# Finding a sufficient statistic when density function is given

Let $$\mathbf{X}=(X_1,X_2,...,X_n)^T$$ be a simply sample of random variable $$X$$ whose distribution belongs to family $$\mathcal{P}=\{ f(x; \lambda, \eta, \mu ), 0<\lambda, \eta <\infty, -\infty <\mu <\infty \};$$ where density function is $$f(x; \lambda, \eta, \mu )= \frac{\lambda^{\eta}}{\Gamma(\eta)}x^{\eta -1} e^{-\lambda(x-\mu)}, x\geq \mu.$$ I need to find a sufficient statistic of parameters $$\eta$$ and $$\lambda$$ when $$\mu$$ is known.

So O think that density function I can write like this $$f(x)=\prod _{i=1}^n\big( \frac{\lambda^{\eta}}{\Gamma(\eta)} \big) x_i^{\eta-1}e^{-\lambda(x_i-\mu)}=\big( \frac{\lambda^{\eta}}{\Gamma(\eta)}\big)^n \big(\prod _{i=1}^n x_i \big)^{\eta -1} e^{-\lambda\sum (x_i-\mu)}.$$

The joint density of the sample takes the form required by the Fisher–Neyman factorization theorem, by letting $$W(X)=1$$ and $$q(T; \theta)=\big( \frac{\lambda^{\eta}}{\Gamma(\eta)}\big)^n \big(\prod _{i=1}^n x_i \big)^{\eta -1} e^{-\lambda \sum ( x_i-\mu)}$$ where $$L_X(\theta)=q(T; \theta) * W(X)$$ is likelihood function. Then $$T=(T_1;T_2)=\big( \prod_{i=1}^n x_i; \sum_{i=1}^n x_i \big)$$ is a sufficient statistic.

Is this right or I made a mistake?

• en.wikipedia.org/wiki/Sufficient_statistic#Gamma_distribution – d.k.o. Feb 12 at 11:40
• Of course, you need to write down the joint density of $X_1,\ldots,X_n$ (likelihood function) and use the Factorization theorem. – StubbornAtom Feb 12 at 15:19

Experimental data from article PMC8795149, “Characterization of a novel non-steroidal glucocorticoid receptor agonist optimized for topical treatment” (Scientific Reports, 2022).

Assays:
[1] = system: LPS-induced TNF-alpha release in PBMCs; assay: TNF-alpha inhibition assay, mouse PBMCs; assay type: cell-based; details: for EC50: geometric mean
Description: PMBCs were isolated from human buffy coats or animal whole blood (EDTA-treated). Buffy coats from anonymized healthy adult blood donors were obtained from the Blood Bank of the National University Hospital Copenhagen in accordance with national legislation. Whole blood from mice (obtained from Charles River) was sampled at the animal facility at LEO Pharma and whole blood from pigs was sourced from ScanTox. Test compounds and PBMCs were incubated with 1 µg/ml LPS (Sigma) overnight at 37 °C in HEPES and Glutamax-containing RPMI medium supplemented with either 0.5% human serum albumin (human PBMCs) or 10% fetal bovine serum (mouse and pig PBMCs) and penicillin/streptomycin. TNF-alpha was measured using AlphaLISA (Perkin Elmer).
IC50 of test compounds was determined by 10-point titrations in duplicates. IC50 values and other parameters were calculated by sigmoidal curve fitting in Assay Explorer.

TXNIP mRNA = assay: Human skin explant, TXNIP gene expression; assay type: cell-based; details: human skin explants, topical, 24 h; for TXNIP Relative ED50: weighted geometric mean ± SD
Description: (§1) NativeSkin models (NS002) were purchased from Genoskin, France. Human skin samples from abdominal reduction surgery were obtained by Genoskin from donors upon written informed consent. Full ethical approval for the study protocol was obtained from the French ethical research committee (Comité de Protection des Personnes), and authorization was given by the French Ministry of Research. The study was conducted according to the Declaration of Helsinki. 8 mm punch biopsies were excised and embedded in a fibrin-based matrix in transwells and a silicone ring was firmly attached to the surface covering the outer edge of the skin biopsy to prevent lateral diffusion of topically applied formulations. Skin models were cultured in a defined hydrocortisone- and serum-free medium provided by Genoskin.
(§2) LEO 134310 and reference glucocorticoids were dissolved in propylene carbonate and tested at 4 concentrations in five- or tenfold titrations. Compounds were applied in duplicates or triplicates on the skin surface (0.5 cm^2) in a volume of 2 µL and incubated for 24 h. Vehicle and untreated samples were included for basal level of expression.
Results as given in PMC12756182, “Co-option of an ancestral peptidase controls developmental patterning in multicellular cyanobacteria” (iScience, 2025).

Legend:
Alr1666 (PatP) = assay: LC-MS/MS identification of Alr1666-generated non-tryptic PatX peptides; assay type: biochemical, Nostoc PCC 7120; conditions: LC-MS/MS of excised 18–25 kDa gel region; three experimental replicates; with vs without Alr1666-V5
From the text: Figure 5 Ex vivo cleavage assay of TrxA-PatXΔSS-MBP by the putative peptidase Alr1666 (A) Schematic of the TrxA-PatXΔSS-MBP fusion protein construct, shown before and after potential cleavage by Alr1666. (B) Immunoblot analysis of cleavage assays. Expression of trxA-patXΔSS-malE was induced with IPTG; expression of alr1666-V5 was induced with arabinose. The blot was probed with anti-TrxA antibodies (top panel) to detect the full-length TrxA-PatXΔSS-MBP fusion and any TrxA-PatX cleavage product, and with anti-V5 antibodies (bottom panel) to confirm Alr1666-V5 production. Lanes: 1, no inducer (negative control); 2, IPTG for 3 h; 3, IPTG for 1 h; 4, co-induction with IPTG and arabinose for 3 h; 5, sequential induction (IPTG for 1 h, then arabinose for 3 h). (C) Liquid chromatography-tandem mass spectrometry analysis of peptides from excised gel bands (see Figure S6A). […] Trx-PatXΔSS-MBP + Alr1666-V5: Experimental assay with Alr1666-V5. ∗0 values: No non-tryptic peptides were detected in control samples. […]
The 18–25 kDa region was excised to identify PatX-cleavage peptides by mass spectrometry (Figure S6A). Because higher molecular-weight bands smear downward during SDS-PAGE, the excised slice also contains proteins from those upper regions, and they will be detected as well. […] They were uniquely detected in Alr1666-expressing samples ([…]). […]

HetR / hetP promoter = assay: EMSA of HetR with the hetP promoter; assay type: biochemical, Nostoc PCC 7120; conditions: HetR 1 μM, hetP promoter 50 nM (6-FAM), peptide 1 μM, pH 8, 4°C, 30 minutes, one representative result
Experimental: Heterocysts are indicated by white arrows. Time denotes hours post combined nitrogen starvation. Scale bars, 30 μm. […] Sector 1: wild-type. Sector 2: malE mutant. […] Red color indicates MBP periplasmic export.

• @StubbornAtom I just updated my question with my answer. Can you check if I did it right? – Atstovas Feb 12 at 15:38
• Exponent of $e$ should be $-\lambda \sum (x_i-\mu)$, so your answer changes a little. And $W(X)$ is strictly speaking an indicator variable $\mathbf1_{x_1,\ldots,x_n\ge \mu}$, inherently present in the joint density. – StubbornAtom Feb 12 at 15:43
• @StubbornAtom I do not understand what you mean.. – Atstovas Feb 12 at 16:06

Density function I can write like this $$f(x)=\prod _{i=1}^n\big( \frac{\lambda^{\eta}}{\Gamma(\eta)} \big) x_i^{\eta-1}e^{-\lambda(x_i-\mu)}=\big( \frac{\lambda^{\eta}}{\Gamma(\eta)}\big)^n \big(\prod _{i=1}^n x_i \big)^{\eta -1} e^{-\lambda\sum (x_i-\mu)}.$$
The joint density of the sample takes the form required by the Fisher–Neyman factorization theorem, by letting $$W(X)=1$$ and $$q(T; \theta)=\big( \frac{\lambda^{\eta}}{\Gamma(\eta)}\big)^n \big(\prod _{i=1}^n x_i \big)^{\eta -1} e^{-\lambda \sum ( x_i-\mu)}$$ where $$L_X(\theta)=q(T; \theta) * W(X)$$ is likelihood function. Then $$T=(T_1;T_2)=\big( \prod_{i=1}^n x_i; \sum_{i=1}^n x_i \big)$$ is a sufficient statistic.